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View Full Version : Boating accident in Colorado


lukedeuce
07-29-2013, 01:20 PM
Do any colorado TT'ers know any details about this?

http://www.kcrg.com/news/local/Mount-Mercy-Student-Killed-in-Colorado-Boating-Accident-217402391.html

thatsmrmastercraft
07-29-2013, 01:27 PM
....was being pulled on a tube behind a boat when the tow rope snapped, and the metal connector struck her in the head. Her death has been ruled an accident.

What a terrible accident.

I have never liked (or used) those snaps. Now I know why.

Jeff_in_NY
07-29-2013, 01:31 PM
I can't picture the metal connector it is referring to... what is it? Must have been near the tube or it was a 1 in 1,000,000 shot if longer.

thatsmrmastercraft
07-29-2013, 01:42 PM
Some tubes come with these for attaching the tube to the rope, but I have seen them used to attach the tube rope to a bridle.

http://www.dhdocks.com/lakesideliving/images/139.jpg

Jerseydave
07-29-2013, 02:13 PM
Some tubes come with these for attaching the tube to the rope, but I have seen them used to attach the tube rope to a bridle.

http://www.dhdocks.com/lakesideliving/images/139.jpg

Very bad idea using anything metal to connect a tube to a rope. My guess is the tube mfr will be in court over this one unless the connector was installed by the owner.
All of you out there should stop using metal connectors or carabiners on any of your towables.
(I've been guilty of this before as well)

Very sad, my heart goes out to the family of the girl who died.

JMLVMI
07-29-2013, 02:28 PM
Very bad idea using anything metal to connect a tube to a rope. My guess is the tube mfr will be in court over this one unless the connector was installed by the owner.

Based on a quick look at Overton's, it looks like most vendors provide a plastic connector to the rope, so my guess is the boat owner installed this for "convenience".

Tubes have got to be the most dangerous thing on the water. The line loads, people knocking together, high speeds, huge wakes...no thanks. Feel terrible for the family and the driver/owner who will have to live with this on his/her conscience every day.

thatsmrmastercraft
07-29-2013, 03:03 PM
Prior to the plastic connectors, it was common for tubes to come with the metal spring clips.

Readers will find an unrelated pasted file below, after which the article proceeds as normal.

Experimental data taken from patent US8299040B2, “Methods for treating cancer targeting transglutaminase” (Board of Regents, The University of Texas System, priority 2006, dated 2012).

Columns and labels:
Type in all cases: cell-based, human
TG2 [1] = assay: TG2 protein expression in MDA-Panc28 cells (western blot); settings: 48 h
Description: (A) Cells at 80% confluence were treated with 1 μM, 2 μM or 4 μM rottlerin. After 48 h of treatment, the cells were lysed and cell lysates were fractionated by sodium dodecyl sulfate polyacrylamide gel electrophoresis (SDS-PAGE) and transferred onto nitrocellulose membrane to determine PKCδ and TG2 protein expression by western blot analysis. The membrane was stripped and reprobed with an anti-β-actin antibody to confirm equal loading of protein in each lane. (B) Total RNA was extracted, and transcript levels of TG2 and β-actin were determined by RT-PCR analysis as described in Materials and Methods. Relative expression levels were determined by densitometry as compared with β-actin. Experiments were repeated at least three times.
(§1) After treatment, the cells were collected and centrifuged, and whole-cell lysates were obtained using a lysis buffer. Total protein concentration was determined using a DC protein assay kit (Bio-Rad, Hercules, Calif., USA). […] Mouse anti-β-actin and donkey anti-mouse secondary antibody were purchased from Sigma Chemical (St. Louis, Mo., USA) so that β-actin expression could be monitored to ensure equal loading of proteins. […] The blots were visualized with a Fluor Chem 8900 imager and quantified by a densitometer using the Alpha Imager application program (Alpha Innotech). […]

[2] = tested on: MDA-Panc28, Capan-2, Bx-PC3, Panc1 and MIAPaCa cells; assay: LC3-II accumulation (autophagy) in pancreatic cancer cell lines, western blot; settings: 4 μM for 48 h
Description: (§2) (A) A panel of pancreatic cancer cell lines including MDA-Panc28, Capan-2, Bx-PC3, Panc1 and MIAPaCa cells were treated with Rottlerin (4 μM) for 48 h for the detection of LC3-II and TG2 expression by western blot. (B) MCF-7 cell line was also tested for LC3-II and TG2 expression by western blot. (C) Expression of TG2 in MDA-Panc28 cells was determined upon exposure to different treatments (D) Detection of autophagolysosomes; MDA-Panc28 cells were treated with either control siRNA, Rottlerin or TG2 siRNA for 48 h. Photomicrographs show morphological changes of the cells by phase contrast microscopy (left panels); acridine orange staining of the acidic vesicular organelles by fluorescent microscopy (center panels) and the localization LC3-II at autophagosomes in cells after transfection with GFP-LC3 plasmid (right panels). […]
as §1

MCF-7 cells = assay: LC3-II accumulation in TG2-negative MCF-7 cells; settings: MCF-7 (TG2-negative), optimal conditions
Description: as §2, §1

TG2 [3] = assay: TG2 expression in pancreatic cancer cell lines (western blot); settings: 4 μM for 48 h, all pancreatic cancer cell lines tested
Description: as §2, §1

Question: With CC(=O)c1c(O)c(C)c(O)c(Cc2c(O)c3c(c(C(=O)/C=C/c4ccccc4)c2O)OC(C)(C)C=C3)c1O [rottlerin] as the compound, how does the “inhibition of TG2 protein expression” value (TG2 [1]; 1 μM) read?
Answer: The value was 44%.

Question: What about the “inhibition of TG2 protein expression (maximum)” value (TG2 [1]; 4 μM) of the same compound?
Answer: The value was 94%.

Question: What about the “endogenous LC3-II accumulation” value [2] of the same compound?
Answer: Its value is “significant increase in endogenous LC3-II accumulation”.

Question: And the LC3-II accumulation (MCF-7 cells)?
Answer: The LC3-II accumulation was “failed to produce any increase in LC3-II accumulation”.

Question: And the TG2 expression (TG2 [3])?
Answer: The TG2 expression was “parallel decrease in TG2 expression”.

MattsCraft
07-29-2013, 03:22 PM
OMG - I was in Michigan a few weeks back, I brought our now only one tube. (Can't wait till it breaks, then I will be tube-less:rolleyes:) Anyway, the kids wanted to be pulled on 2 tubes and one of the other parents pulled out theirs and it had one of these clips. I had never seen one on a tube, it was on the end for the ski pylon, so we wrapped it and connected it to itself on the rope. I did not like the idea, but did it anyway, thank god nothing happened.

My heart goes out to the family, but I do not like tubes, I do not like them Sam I am.:(

TxsRiverRat
07-29-2013, 03:45 PM
I was hit in the wrist 2 seasons ago with a ski handle and my wrist has just now recovered after spending 3 months in PT and 2 months in chiro.... we do not realize the amount of force we're creating till we get hurt sometimes.

i have been using a shock tube now, but hindsight is 20/20

scott023
07-29-2013, 03:46 PM
Speechless.

lukedeuce
07-29-2013, 03:56 PM
The only thing that doesn't make sense is they say the rope snapped and the metal hit her in the head? How would the rope still be attached to anything if the end is frayed off? The only other clip would be be between the end of the rope and the tube, that I could think of. Which that wouldnt have enough slack to hit anyone since its tied directly to the tube.

Unless whatever they were pulling from broke away from the boat? Believe it or not, I have seen numerous people pull tubes from cleats.

FrankSchwab
07-29-2013, 06:48 PM
I have to imagine the statement about the rope snapping was wrong. Perhaps they boat had a loop of rope wrapped on the pylon or something, such that attaching the quick-clip was fast and looked secure, but it was the loop of rope that broke, not the tow line.

In any case, there is a surprising amount of energy stored in an elastic line (which poly is), when there's a heavy pull on it. Imagine the tube submarining - the line gets 1000 pounds of pull, stretches an extra foot (ask the hard-core slalom guys), the attachment to the boat breaks off, and the line retracts pulling the metal loop towards the tube at high speed.

Even in this scenario, this is a million to one accident; coming back towards the tube there's a million different paths the metal could take that wouldn't hit the young woman in a deadly spot.

I can't imagine the heartache of all involved. I wish them well.

/frank

Willski
08-02-2013, 01:41 PM
That is a bizarre accident. I can vouch for the line load. I had a handle line break on me getting up on a slalom (one side only). I went in a few days later for x-rays it was hurting so bad. Just a bad sprain though.